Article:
Referring to FIG. 3, each roller includes a smooth cylindrical peripheral face 40 with axially spaced flanges 42, the roller being preferably formed of steel. The juncture of each flange 42 and face 40 is provided with a die or an impression 44 which extends about the entire periphery of roller 30. These impressions are molded onto the flanges and face and are provided with a rough and irregular surface to form the desired textured and rounded edges in the bricks. The impressions or dies 44 therefore constitute molds which form complementary surfaces in the edges of the brick upon engagement of the brick with the roller as described hereinafter. Rollers 30 are preferably weighted and normally hang vertically of their own weight in position for engagement by the leading edge of a brick inclined along the corresponding registering and underlying ramp.
It will be appreciated that rollers 30 can be formed of materials other than steel, for example plastic. Also, it will be appreciated that the rollers need not be weighted but can be biased to engage the bricks moving along the ramps by tensioning devices, for example springs. However, it has been found that such tensioning devices can be eliminated simply by using weighted rollers. Further, impressions 44 formed along the edges of rollers 30 can be hand formed from synthetic steel but may, of course, be otherwise formed.
For the purposes of the following description of a method of utilizing the apparatus previously described to form simulated old bricks, successive slugs disposed on elongated support plate 10 are labelled "S1", "S2", "S3" . . . etc. Further, the alternate bricks edged or formed by the first set of rollers 30 in registry with the first set of ramps 24 are called out as odd numbered bricks B1, B3, B5, B7 . . . etc. while the bricks which are edged or formed by the second set of rollers in vertical registry with the second set of ramps 26 are called out as even numbered bricks B2, B4, B6, B8 . . . , etc.
Referring now to FIG. 7A, a first slug S1 disposed on conveyor 14, lies in alignment with longitudinally extending support plate 12. Slug S1 is then displaced by pusher 18 from conveyor 14 onto plate 12 as illustrated in FIG. 7B. In FIG. 7C, a second slug S2 is located in longitudinal alignment with plate 12 behind first slug S1 on plate 12 and pusher 18 is poised to displace slug S2 from conveyor 14 onto support plate 12. Pusher 18 then advances slug S2 from conveyor 14 onto support plate 12. In displacing slug S2 from the conveyor, slug S2 engages slug S1 and both slugs are advanced jointly along support plate 12. Slug S1 is also advanced along support plate 12 partially through wire cutter 20. As the next slug S3 is indexed from conveyor 14 onto support plate 12, discrete bricks B are formed from slug S1 and the odd numbered bricks of slug S1, for example bricks B1, B3, B5, B7 illustrated in FIG. 1, are moved along ramps 24 while the even numbered bricks of slug S1, i.e. bricks B2, B4, B6, B8, etc. pass between ramps 24, remain unelevated, and continue to lie in a common plane parallel to and along support plate 10.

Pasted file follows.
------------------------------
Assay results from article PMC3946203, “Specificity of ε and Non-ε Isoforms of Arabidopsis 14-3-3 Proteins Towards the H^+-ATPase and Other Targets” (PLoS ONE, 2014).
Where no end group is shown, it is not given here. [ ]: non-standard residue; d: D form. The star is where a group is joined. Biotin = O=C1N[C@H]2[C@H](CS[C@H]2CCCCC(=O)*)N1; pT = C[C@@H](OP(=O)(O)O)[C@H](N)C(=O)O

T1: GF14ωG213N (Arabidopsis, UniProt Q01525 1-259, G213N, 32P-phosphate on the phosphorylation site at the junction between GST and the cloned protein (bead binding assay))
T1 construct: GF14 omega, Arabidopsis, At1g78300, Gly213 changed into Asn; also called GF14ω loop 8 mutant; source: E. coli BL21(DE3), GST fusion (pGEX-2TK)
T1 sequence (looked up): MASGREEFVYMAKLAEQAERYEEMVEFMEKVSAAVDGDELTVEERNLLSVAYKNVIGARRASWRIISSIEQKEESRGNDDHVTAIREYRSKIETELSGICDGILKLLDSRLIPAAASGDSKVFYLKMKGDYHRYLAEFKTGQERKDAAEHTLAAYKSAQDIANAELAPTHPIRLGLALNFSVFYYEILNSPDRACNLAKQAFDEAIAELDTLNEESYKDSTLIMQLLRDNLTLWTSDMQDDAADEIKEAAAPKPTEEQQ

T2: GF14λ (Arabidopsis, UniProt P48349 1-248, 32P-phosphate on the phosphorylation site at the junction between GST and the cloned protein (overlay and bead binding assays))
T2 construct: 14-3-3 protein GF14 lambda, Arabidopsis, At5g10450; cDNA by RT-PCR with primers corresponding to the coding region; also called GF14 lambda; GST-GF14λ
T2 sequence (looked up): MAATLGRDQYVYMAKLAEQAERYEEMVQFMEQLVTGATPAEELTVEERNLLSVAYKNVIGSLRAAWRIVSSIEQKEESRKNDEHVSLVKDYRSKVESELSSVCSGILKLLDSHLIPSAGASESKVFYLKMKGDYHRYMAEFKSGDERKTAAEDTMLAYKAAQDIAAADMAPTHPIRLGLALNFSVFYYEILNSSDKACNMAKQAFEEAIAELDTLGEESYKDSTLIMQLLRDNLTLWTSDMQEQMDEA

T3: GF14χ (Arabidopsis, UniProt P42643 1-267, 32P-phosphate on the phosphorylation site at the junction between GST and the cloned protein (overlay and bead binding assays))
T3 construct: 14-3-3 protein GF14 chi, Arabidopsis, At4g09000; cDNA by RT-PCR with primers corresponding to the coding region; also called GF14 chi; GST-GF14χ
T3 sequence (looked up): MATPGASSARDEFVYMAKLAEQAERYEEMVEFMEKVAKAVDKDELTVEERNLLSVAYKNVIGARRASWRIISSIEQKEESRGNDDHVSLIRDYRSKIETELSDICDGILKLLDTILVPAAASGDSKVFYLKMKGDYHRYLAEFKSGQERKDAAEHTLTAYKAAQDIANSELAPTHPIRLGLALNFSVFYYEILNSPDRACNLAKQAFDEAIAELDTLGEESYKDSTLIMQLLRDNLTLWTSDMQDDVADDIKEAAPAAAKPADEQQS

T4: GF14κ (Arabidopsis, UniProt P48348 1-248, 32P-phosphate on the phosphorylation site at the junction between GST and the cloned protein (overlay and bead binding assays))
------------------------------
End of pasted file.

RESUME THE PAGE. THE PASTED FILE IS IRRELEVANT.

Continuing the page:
It will be appreciated, from a review of FIG. 7E, that, upon advancing slug S3, the leading edge of the inclined odd numbered bricks B1 . . . , etc. of slug S1 engage the surface of rollers 30. When the next slug S4 is displaced onto support plate 12 and indexes slugs S1, S2 and S3 forwardly, the odd numbered bricks B1 . . . , etc. of slug S1 are advanced under rollers 30. During such advancement, impressions 44 on rollers 30 form impressions along the inclined lengthwise extending faces of the elevated bricks, and particularly form textured and rounded surfaces along their longitudinally extending edges to simulate old brick. As the next slug S5 is indexed onto support plate 12, the bricks of slug S1 are advanced beyond ramps 24 and the odd numbered bricks B1 . . . , etc., drop from ramps 24 back into the plane common to the bricks remaining on support plate 12. Vibrator 28 vibrates plate 12 to ensure that the odd numbered bricks elevated or inclined by ramps 24 overcome the frictional resistance of their contact with adjacent unelevated bricks and drop back onto plate 12 flush with the unelevated bricks. Consequently, as illustrated in FIG. 7G, the odd numbered bricks B1 . . . , etc., of slug S1 have been formed to simulate old brick by the rollers 30 overlying the first set of ramps 24 while the even numbered bricks B2 . . . , etc. of slug S1 remain unformed new brick.